PV Solar Explained

by admin

Owning a boat can be an expensive proposition; not only do you have to pay an upfront cost to purchase it, but you’ll also have to spend money on maintenance and fuel charges. If you’re looking for a reliable and cost-effective way to power your boat, solar panels may be the answer.

Though solar energy has found a dynamic and established role in today’s clean energy economy, there’s a long history behind photovoltaics (PV) that brought the concept of solar energy to fruition. With the way the cost of solar has plummeted in the past decade, it’s easy to forget that going solar had a completely different meaning even just 15 years ago. Let’s go back a few centuries to the origins of solar PV and explore the history of solar energy and silicon solar technology.

When was solar energy first used?

In theory, solar energy was used by humans as early as 7th century B.C. when history tells us that humans used sunlight to light fires with magnifying glass materials. Later, in 3rd century B.C., the Greeks and Romans were known to harness solar power with mirrors to light torches for religious ceremonies. These mirrors became a normalised tool referred to as “burning mirrors.” Chinese civilization documented the use of mirrors for the same purpose later in 20 A.D.

Another early use for solar energy that is still popular today was the concept of “sunrooms” in buildings. These sunrooms used massive windows to direct sunlight into one concentrated area. Some of the iconic Roman bathhouses, typically those situated on the south-facing side of buildings, were sunrooms. Later in the 1200s A.D., ancestors to the Pueblo Native Americans known as the Anasazi situated themselves in south-facing abodes on cliffs to capture the sun’s warmth during cold winter months.

In the late 1700s and 1800s, researchers and scientists had success using sunlight to power ovens for long voyages. They also harnessed the power of the sun to produce solar-powered steamboats. Ultimately, it’s clear that even thousands of years before the era of solar panels, the concept of manipulating the power of the sun was a common practice.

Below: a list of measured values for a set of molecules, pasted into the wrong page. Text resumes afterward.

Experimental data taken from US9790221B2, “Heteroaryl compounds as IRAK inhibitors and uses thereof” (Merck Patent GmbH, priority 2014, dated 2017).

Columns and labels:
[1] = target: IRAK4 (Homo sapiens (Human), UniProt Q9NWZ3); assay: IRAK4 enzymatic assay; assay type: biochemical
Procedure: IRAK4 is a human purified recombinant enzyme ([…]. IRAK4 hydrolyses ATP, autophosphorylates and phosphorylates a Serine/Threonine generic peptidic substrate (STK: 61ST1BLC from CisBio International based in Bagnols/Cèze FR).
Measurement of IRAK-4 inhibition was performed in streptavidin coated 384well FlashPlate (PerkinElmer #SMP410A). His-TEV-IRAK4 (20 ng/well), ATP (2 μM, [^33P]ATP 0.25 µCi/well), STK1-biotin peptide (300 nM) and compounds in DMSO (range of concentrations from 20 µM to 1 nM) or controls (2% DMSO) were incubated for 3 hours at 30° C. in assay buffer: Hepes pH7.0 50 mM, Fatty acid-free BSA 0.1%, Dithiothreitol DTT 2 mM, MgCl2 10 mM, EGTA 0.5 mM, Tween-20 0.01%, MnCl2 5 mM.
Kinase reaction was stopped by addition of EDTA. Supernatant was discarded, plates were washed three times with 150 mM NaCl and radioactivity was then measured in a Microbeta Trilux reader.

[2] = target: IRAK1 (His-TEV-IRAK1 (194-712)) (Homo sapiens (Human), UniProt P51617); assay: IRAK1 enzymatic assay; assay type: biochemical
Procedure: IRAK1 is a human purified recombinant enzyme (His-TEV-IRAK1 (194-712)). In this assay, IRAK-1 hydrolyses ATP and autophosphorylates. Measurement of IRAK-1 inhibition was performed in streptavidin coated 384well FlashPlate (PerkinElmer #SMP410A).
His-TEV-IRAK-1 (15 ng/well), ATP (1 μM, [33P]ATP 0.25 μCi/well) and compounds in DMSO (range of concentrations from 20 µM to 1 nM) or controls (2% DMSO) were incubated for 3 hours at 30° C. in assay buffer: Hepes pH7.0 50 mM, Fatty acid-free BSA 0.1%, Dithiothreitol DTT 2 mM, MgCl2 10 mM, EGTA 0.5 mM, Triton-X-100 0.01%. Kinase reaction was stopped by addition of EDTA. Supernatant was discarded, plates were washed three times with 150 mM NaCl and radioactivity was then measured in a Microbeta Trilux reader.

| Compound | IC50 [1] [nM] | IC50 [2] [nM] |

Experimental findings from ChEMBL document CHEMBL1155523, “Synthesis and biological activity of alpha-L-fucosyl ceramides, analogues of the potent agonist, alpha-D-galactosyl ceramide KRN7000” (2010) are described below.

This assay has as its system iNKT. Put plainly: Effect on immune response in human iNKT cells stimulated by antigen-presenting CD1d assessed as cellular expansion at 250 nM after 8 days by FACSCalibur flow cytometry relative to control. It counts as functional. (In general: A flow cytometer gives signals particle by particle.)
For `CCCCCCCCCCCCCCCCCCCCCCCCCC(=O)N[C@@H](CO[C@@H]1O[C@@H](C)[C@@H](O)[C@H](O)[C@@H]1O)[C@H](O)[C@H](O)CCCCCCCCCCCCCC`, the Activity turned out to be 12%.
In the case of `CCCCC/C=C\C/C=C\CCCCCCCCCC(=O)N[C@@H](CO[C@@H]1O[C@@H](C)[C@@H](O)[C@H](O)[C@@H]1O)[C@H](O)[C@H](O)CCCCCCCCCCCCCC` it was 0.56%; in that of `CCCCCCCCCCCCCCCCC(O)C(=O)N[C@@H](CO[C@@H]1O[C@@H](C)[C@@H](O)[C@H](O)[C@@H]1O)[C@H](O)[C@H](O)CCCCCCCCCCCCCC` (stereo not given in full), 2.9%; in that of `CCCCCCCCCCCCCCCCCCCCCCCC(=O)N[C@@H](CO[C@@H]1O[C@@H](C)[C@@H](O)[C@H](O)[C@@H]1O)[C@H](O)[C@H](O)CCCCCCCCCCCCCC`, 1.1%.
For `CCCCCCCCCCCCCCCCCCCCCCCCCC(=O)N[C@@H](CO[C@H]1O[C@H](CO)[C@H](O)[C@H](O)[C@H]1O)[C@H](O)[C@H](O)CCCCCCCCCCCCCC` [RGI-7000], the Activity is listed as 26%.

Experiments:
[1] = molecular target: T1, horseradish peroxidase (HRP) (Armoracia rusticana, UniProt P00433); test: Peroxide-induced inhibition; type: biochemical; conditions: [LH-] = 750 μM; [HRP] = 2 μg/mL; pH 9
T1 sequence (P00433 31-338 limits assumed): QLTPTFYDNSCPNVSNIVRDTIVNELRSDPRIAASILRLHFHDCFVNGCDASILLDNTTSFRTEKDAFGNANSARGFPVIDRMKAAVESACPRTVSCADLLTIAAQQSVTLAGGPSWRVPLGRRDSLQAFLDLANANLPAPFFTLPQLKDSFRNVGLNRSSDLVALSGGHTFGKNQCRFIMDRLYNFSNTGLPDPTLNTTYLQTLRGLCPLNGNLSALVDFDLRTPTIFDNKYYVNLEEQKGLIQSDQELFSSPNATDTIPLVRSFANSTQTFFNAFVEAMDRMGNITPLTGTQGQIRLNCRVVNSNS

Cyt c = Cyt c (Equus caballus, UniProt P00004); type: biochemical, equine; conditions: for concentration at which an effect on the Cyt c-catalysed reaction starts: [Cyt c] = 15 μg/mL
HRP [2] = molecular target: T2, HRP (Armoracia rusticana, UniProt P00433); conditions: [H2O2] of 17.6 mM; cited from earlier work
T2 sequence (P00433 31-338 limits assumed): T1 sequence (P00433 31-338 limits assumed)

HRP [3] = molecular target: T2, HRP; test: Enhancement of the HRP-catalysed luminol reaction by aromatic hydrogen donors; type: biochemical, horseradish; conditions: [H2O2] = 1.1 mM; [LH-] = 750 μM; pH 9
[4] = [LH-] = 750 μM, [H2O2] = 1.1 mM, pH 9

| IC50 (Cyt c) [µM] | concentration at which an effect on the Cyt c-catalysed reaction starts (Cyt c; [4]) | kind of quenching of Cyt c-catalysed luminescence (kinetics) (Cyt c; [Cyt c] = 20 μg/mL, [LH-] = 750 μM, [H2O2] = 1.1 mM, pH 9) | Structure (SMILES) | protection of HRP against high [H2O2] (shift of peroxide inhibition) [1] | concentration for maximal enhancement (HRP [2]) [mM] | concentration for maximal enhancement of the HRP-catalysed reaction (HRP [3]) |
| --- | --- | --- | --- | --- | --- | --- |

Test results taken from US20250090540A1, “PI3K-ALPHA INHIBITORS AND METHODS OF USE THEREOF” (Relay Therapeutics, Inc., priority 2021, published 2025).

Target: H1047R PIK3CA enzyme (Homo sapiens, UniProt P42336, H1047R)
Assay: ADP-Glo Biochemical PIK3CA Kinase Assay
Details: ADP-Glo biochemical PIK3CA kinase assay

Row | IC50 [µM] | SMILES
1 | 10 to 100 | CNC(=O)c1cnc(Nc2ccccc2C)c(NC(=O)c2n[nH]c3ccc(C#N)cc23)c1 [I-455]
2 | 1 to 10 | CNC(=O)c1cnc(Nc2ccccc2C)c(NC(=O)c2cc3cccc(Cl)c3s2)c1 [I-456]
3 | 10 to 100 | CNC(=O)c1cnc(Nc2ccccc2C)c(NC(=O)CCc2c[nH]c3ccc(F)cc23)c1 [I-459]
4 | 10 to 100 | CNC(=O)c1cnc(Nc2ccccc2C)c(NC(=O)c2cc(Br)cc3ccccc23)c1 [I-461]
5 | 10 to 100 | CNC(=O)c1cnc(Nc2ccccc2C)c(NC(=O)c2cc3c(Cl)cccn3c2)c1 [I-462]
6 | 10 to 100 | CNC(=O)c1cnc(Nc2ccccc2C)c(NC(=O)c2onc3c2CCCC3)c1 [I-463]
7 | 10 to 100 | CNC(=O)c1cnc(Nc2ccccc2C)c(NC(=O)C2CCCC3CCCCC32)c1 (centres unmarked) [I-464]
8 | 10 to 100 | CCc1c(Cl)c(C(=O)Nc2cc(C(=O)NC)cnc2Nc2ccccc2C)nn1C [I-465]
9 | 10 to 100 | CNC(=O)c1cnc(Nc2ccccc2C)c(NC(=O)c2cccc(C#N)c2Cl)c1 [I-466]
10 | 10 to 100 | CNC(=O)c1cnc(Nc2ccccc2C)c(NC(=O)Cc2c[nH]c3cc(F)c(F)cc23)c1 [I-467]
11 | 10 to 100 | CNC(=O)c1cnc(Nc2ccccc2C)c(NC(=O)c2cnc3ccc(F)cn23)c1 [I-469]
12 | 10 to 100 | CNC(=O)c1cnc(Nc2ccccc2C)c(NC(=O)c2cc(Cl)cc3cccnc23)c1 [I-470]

When were solar panels invented?

The development of solar panel technology was an iterative one that took a number of contributions from various scientists. Naturally, there is some debate around when exactly they were created and who should be credited for the invention. Some people credit the invention of the solar cell to French scientist Edmond Becquerel, who determined light could increase electricity generation when two metal electrodes were placed into a conducting solution. This breakthrough, defined as the “photovoltaic effect,” was influential in later PV developments with the element selenium.

In 1873, Willoughby Smith discovered that selenium had photoconductive potential, leading to William Grylls Adams’ and Richard Evans Day’s 1876 discovery that selenium creates electricity when exposed to sunlight. A few years later in 1883, Charles Fritts actually produced the first solar cells made from selenium wafers – the reason some historians credit Fritts with the actual invention of solar cells.

However, solar cells as we know them today are made with silicon, not selenium. Therefore, some consider the true invention of solar panels to be tied to Daryl Chapin, Calvin Fuller, and Gerald Pearson’s creation of the silicon photovoltaic (PV) cell at Bell Labs in 1954. Many argue that this event marks the true invention of PV technology because it was the first instance of a solar technology that could actually power an electric device for several hours of a day. The first ever silicon solar cell could convert sunlight at four percent efficiency, less than a quarter of what modern cells are capable of.

Solar Power for Boats

Owning a boat can be an expensive proposition; not only do you have to pay an upfront cost to purchase it, but you’ll also have to spend money on maintenance and fuel charges. If you’re looking for a reliable and cost-effective way to power your boat, solar panels may be the answer.

Solar energy systems on boats work similarly to other portableoff-grid systems. There are four important components to a marine solar panel system:

  1. Solar panels
  2. Charge controller
  3. Inverter
  4. Battery

When sunlight hits a boat’s solar panels, it generates an electrical current. A battery stores this current so that you can use it to support your boat’s electricity needs. Most marine solar panel systems also require charge controllers to prevent the batteries from receiving more voltage than they’re capable of handling – without charge controllers, you risk overcharging and damaging your battery.

Depending on the electrical setup of your boat and the types of appliances you need to energise, you may also need an inverter to convert direct current (DC) electricity into alternating current (AC) electricity. Some boat electronics use DC and as such do not require an inverter with a solar panel setup. However, if you use some everyday household appliances on your boat (i.e.TVs, microwaves,coffee machines or hairdryers), they likely run on AC electricity and you’ll need an inverter.

You can buy all of these components separately, but there are also solar panel kits available that include some or all of the necessary parts. Additionally, some marine solar panel kits also include the wires, cables, and mounting equipment necessary to get your boat’s solar panel system completely up and running.

If your solar panel kit does not include an inverter or charge controller, you’ll need to buy those components separately. Battery storage products occasionally have built-in inverters and/or charge controllers.

Types of solar panels

Two types of panels use either silicon crystals or thin chemical films to generate electricity.